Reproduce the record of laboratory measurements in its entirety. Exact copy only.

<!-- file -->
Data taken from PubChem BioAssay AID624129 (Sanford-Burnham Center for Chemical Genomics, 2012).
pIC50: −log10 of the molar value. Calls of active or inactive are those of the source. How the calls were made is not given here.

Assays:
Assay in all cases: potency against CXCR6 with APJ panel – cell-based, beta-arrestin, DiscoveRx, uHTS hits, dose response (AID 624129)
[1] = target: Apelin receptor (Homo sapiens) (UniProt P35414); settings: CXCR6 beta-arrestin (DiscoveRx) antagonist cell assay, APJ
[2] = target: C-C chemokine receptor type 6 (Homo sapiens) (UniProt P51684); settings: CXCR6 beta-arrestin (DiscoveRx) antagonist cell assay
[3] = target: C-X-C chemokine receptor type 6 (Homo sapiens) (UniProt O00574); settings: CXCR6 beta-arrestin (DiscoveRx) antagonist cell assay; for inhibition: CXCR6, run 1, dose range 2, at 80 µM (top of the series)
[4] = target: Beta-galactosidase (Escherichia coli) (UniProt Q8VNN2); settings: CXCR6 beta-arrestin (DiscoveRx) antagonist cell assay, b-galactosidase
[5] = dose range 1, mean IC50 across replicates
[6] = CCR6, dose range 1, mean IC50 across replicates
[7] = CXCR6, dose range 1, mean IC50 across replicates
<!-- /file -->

Data taken from PubChem BioAssay AID624129 (Sanford-Burnham Center for Chemical Genomics, 2012).
pIC50: −log10 of the molar value. Calls of active or inactive are those of the source. How the calls were made is not given here.

Assays:
Assay in all cases: potency against CXCR6 with APJ panel – cell-based, beta-arrestin, DiscoveRx, uHTS hits, dose response (AID 624129)
[1] = target: Apelin receptor (Homo sapiens) (UniProt P35414); settings: CXCR6 beta-arrestin (DiscoveRx) antagonist cell assay, APJ
[2] = target: C-C chemokine receptor type 6 (Homo sapiens) (UniProt P51684); settings: CXCR6 beta-arrestin (DiscoveRx) antagonist cell assay
[3] = target: C-X-C chemokine receptor type 6 (Homo sapiens) (UniProt O00574); settings: CXCR6 beta-arrestin (DiscoveRx) antagonist cell assay; for inhibition: CXCR6, run 1, dose range 2, at 80 µM (top of the series)
[4] = target: Beta-galactosidase (Escherichia coli) (UniProt Q8VNN2); settings: CXCR6 beta-arrestin (DiscoveRx) antagonist cell assay, b-galactosidase
[5] = dose range 1, mean IC50 across replicates
[6] = CCR6, dose range 1, mean IC50 across replicates
[7] = CXCR6, dose range 1, mean IC50 across replicates